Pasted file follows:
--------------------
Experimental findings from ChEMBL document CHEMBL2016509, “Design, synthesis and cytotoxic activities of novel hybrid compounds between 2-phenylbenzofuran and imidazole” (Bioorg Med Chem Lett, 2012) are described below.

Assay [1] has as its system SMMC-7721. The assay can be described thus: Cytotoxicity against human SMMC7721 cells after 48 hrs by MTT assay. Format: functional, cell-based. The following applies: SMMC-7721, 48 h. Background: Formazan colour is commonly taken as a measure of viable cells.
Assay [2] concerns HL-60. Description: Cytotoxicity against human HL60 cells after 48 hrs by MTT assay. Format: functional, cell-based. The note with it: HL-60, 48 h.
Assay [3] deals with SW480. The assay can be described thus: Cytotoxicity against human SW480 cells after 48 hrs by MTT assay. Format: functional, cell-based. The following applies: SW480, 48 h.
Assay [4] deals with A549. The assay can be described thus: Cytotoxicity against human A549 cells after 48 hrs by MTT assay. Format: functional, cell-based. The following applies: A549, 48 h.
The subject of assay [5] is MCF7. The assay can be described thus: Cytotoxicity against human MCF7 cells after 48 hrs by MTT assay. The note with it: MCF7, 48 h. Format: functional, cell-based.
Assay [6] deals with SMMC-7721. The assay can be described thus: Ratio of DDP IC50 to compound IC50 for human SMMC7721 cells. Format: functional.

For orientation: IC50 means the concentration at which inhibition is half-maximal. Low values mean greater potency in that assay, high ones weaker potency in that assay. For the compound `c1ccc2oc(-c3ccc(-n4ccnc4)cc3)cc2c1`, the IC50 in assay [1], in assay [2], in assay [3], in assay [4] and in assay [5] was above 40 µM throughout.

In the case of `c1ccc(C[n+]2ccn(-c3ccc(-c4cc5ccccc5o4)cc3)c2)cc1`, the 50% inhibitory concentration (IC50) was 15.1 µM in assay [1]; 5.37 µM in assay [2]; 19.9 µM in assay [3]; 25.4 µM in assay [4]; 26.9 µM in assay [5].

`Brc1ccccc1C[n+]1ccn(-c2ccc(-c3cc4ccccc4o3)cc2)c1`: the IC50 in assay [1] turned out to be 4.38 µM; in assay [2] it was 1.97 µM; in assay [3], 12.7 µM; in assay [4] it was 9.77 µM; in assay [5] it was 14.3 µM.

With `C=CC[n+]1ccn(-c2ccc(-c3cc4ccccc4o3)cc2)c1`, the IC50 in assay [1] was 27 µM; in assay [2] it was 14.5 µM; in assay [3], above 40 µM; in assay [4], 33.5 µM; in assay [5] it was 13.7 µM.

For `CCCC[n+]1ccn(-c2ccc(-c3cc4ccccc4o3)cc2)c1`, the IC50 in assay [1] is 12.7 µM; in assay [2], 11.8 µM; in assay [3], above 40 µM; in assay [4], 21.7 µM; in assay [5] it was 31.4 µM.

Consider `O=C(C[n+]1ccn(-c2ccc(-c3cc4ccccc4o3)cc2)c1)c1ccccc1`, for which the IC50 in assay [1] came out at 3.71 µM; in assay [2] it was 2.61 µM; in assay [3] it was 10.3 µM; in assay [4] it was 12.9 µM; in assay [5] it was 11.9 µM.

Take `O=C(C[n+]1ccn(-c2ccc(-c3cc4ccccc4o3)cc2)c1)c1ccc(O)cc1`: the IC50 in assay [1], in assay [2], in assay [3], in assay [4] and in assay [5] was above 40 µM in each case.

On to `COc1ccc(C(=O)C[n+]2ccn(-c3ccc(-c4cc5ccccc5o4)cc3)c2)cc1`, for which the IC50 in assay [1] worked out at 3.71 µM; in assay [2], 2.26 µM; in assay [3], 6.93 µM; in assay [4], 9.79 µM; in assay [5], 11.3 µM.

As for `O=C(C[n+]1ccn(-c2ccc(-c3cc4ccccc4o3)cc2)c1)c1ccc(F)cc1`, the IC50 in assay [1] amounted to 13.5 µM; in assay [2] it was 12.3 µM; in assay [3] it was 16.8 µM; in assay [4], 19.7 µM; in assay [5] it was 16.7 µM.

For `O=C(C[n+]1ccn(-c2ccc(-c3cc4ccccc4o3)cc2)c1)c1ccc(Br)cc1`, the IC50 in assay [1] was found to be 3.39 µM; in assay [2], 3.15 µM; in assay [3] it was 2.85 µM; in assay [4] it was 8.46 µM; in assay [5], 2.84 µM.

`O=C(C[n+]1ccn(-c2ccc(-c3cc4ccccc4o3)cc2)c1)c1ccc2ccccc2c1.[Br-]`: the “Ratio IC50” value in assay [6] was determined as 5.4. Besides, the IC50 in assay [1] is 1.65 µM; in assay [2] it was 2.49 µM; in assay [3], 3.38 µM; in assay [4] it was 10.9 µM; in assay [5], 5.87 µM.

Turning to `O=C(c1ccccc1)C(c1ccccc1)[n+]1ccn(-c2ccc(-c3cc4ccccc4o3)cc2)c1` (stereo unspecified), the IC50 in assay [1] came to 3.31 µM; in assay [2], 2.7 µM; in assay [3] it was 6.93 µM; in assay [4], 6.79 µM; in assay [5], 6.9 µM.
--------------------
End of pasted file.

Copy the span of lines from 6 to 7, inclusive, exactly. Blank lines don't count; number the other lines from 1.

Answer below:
The subject of assay [5] is MCF7. The assay can be described thus: Cytotoxicity against human MCF7 cells after 48 hrs by MTT assay. The note with it: MCF7, 48 h. Format: functional, cell-based.
Assay [6] deals with SMMC-7721. The assay can be described thus: Ratio of DDP IC50 to compound IC50 for human SMMC7721 cells. Format: functional.